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The Dejoux House timeline

1755 - 1756 House was built by Christoffel Deyo (Baptized New Paltz 1728) Siting by native American Chief from Waranwongkong tribe as referenced in "Native New Yorkers" book.
1756 Christoffel marries Deborah Van Vleit
1765 Kitchen Extension built, Taxes on house listed as GBP 15 (yes Pounds!)
1790 Map of New Paltz shows house marked as D.Deyo
1792 Christoffel dies and house is passed to his son David Benjamin Deyo
1792 David Deyo marries Rachel Ean
1798 Taxes for house listed as $425 (There are 5 slaves listed at the property too)
1804 David Deyo dies and the house is passed to his wife Rachel
1811 Rachel Deyo marries her second husband Abraham Relyea
1840 Rachel Deyo dies leaving 'life right' to Abraham Relyea
1844 Boundary between New Paltz and Rosendale created with Relyea farm as marker
1853 Map of area shows house as A.Relyea farm
1858 Map of area shows house as A.Relyea farm
1861 Abraham Relyea dies (leaving widow Maria?)
1861-1864 Jesse Elting buys the house
1869 New Paltz Times reports Jesse Elting puts a new roof on the house.
1872 Jesse and Maria Elting sell the farm of 120 Acres to Hiram Minard for $9600
1875 Map of New Paltz shows house as H.Minard farm
1930 New Paltz Times reports the Hiram Minard farm was sold by Ira Minard to Hudson County Estates to be divided
1934 House and 9 acres is sold to George and Jeanne Fiorentino
1941 George and Jeanne Fiorentino sell the house to Arthur and Lona Jorgensen
1960 The Jorgensens sell the house to Jane Little (and her female companion)
1984 Jane Little sells the house to Dr. June Finer and Russell Gilmore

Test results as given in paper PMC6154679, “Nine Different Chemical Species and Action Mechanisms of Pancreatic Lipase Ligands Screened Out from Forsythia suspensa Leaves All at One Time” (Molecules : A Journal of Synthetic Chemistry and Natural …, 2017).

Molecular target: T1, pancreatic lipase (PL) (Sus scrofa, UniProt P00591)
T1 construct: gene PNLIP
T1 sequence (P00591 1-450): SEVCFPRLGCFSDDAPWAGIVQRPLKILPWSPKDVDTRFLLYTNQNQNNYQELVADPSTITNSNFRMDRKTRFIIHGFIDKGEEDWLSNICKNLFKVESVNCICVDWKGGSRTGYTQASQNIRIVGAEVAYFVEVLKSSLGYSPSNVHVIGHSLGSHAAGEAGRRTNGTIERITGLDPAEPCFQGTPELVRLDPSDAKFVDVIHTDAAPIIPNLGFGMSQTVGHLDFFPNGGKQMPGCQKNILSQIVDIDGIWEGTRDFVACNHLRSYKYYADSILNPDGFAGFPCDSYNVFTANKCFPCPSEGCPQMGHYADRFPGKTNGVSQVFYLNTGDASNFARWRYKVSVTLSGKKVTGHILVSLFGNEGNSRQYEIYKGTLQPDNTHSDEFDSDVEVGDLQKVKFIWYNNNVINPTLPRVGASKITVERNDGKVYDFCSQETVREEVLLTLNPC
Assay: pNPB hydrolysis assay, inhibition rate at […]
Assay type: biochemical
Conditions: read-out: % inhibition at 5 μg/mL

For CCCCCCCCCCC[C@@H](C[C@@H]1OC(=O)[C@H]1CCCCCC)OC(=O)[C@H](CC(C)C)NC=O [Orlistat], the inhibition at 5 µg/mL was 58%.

2009 June Finer sells the house to William Charnock and Daniel Flebut


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DeJoux House to be published

Our house has been watched over the years by a couple, Susan Daley and Steve Gross who create amazing books of old houses and Hudson Valley (each name below is a link to Amazon).  They knew the house and had been watching our progress. As we came close to finishing they reached out and asked if they could photograph the house for a book of cottages:

Catskill Country Style Book, Old Houses, Farm House Revival, Homes With A Past, Gardens of Hudson Valley, Time Wearing Out name but a few.

All of these books are beautifully produced. I can't wait to see our home in one of them later in 2015/16.

I won't reveal all of the amazing photographs that have been taken of our house, you'll have to buy the book to see them all....but here is a little taster.

The story of three Marias

For the first time in a long time I have had a few hours to spare to investigate the relationship between Maria Deyo, the story of the murders on Springtown Road in 1800, DeJoux House and the Deyo family -  especially now I have both the complete family tree and ownership of the house.   

My investigation started with the facts that we knew so far.

1) The document from the Library of congress that documents the murders and the names of the husband (Josiah) and the wife (Maria).   In this news DOCUMENT she is described as killing two children from a previous marriage. Also an infant daughter of 9 months old. (presumably the daughter of Josiah)

2)  The map of 1790 shows the only other Deyo owned house as being owned by C. Dojo

3)  The tax record of 1798  references a stone house, next door to David Deyo's house (Our house) that is "owned by"  Christian Deyo but was being occupied by "Josiah Deyo"  and is described as being "Between the main road and the mou…

Paradox farm

If you wander along Springtown Road, past DeJoux House, you will see our mailbox opposite the front door.  It's not especially distinguishable except it is rather large and sits on an old tree stump.  It's a rusty old thing but it seems to have survived the snow plows and drunk drivers of Springtown Road.

It has always bothered me that on the side of the mail box you can see the vague outline of the words "Paradox Farm" which was clearly a name that DeJoux House was more recently referred to.  Occasionally when wondering the fields I would stumble across some incongruity and wonder if that was indeed the "paradox" that the farm was named after.

Yesterday morning, for some unknown reason, I decided it was time to resolve the paradox.  I sent a quick email to the previous owner June Finer to see if she knew anything of the Paradox Farm ghost on the side of the mailbox.

This was her reply:

once upon a time we, (myself and russell gilmore---my ex), met a rather …